College Gamers Get Rivalries, Scholarships in Big Ten TV Deal

  • Big Ten Network and Riot Games are starting an esports league
  • Each team member will get a $5,000 academic scholarship

Fans cheer on a team during the League of Legends World Championship at the Staples Center in Los Angeles, on Oct. 29, 2016.

Photographer: David Williams/Bloomberg

Competitive video gaming, already insanely popular on college campuses, is getting a boost from the Big Ten’s cable channel.

Together with Riot Games, the Big Ten Network is creating a two-month League of Legends league. The business partnership suggests a model for universities looking to capitalize on the growing interest in organized esports, projected by Newzoo to be a $1.1 billion industry by 2019. The Pac-12 has also said its networks are also looking into broadcasting esports competitions.

For the network, which is owned by the Big Ten Conference and 21st Century Fox, the goal is to attract new viewers and connect them to the Big Ten brand. "This is not the person going to football games every Saturday," said Michael Sherman, who runs Riot’s League of Legends collegiate division.

The Big Ten Network tested the growing market for esports with an invitational between Ohio State and Michigan State last April and decided a bigger investment was warranted. 

"What struck me was the intensity of how fans watch esports, as opposed to being on their phones, checking other things," said Erin Harvego, BTN’s Vice President of Marketing. Unlike fans at football or basketball games, "they’re watching every second because they want to play the game better, they want to improve their own games."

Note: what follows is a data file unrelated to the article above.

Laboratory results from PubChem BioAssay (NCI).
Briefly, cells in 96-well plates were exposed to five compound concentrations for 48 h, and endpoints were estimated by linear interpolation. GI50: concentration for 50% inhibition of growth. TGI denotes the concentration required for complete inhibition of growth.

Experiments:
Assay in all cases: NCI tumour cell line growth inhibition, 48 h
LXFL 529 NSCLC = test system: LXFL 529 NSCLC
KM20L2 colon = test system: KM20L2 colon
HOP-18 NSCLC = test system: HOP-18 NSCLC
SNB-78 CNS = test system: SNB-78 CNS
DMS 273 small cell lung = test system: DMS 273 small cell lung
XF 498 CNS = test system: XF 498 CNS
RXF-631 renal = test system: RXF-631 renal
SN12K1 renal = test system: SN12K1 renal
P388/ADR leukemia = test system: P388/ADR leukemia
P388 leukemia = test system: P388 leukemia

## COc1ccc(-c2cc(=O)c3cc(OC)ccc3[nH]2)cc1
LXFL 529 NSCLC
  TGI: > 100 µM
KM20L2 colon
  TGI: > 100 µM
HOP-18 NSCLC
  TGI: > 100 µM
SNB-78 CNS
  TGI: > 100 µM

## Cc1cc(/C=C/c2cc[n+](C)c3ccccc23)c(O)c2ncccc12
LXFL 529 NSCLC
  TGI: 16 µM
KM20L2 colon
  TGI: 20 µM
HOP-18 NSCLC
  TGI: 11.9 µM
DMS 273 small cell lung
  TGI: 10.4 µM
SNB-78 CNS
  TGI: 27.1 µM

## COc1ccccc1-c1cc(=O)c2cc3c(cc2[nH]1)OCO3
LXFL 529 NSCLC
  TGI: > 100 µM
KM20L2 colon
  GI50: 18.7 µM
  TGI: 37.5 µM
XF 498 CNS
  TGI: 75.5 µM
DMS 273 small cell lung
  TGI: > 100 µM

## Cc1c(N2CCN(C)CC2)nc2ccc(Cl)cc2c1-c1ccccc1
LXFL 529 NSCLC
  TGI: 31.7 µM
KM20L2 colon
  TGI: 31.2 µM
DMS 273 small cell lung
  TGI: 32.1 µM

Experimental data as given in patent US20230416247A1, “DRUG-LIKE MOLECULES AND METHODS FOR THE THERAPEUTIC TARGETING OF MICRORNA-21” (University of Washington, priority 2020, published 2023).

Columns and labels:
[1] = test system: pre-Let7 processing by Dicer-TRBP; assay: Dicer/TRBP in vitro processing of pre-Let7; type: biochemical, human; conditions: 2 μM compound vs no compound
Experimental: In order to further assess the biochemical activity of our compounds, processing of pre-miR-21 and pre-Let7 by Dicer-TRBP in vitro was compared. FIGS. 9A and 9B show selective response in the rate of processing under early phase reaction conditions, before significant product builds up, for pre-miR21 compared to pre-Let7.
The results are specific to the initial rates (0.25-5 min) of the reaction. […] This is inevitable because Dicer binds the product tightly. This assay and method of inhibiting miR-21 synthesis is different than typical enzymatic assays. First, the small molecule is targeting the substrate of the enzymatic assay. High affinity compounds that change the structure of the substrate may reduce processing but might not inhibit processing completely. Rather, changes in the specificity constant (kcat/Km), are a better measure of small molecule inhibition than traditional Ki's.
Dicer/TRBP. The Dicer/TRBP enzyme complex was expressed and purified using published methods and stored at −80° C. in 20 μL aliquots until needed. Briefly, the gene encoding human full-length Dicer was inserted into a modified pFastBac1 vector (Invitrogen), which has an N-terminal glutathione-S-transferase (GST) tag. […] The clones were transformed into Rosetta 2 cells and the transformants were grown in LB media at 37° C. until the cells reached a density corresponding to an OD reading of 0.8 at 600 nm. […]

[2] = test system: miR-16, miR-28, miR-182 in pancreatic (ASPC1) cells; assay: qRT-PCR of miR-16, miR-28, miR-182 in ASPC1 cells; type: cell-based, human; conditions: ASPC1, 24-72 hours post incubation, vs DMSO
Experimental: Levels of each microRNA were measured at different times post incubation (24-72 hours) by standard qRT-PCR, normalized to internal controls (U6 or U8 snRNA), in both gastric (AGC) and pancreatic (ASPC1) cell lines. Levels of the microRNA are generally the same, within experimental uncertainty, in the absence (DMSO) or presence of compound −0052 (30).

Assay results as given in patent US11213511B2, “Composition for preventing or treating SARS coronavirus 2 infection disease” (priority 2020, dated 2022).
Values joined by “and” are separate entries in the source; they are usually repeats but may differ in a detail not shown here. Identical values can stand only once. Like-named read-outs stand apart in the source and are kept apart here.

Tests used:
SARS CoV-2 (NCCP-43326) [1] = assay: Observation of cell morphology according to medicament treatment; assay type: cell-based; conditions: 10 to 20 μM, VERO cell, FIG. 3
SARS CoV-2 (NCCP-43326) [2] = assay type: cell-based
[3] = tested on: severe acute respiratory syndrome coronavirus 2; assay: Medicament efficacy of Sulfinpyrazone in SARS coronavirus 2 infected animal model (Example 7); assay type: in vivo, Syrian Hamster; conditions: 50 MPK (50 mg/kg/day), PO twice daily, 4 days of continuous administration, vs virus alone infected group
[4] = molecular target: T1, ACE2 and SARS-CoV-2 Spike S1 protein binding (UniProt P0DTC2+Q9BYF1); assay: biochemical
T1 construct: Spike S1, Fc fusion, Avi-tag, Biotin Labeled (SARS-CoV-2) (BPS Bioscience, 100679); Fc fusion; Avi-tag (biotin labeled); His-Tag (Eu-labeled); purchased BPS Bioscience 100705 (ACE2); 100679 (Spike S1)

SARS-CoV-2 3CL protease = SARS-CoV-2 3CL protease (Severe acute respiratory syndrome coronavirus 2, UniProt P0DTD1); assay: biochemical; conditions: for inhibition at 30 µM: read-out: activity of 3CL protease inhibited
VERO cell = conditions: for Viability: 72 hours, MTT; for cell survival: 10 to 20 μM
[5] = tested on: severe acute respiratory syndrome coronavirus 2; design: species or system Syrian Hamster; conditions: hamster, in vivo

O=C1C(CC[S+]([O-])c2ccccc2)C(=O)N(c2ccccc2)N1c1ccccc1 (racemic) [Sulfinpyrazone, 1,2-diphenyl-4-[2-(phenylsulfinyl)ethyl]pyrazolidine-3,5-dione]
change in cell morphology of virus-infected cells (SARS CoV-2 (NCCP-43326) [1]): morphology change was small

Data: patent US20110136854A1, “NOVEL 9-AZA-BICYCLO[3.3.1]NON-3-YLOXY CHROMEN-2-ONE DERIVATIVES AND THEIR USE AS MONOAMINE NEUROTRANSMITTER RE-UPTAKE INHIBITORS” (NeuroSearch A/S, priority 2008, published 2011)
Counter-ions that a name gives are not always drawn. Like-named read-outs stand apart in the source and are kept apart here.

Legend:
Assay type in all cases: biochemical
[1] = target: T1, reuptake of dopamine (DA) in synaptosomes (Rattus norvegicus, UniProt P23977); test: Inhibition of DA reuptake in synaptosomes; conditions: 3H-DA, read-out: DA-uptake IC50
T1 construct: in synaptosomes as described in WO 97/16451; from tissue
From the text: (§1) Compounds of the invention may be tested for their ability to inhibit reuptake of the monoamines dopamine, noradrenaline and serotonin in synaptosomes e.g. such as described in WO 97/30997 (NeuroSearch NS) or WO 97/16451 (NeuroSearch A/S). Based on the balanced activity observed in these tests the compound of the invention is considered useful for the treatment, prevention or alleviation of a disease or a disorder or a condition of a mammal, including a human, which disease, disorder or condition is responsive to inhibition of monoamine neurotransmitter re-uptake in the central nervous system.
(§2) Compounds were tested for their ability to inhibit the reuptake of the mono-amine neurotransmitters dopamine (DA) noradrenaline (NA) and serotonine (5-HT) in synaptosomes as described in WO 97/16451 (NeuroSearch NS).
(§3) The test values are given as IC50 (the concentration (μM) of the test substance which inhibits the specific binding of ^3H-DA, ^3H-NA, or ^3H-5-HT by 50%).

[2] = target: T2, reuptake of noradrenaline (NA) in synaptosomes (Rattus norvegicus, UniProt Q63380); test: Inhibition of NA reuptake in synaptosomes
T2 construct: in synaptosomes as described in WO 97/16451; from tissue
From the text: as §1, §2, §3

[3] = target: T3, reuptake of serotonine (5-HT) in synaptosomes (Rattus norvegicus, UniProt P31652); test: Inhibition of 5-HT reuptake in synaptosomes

While both sides declined to provide financial terms of the one-year licensing agreement, Sherman said that Riot will produce a lot of the content and operate the league.

A dozen of the 14 schools in the Big Ten, including Michigan, Ohio State, and Rutgers, will participate in the first BTN League of Legends season, which starts this month. The six-person teams are organized as student clubs, and players won’t travel -- games are hosted online. Riot and Scholarship America will provide each player a $5,000 academic scholarship.

The esports matches will stream on BTN’s digital arm, BTN2GO, as well as Riot’s online network. The March 27 championship will be broadcast on the Big Ten Network’s cable channel, and the winner will advance to the League of Legends College Championship.

The network plans to hold the first season without trying to generate money, focusing more on attracting different viewers with new content. They won’t, for example, sell ads for the digital broadcasts, and they won’t sell merchandise. Those things, Harvego said, could come in time.

As for Riot, the deal may accelerate conversations they’re already having with other schools and conferences. "We really do hope this is the start of opening the floodgates," Sherman said.

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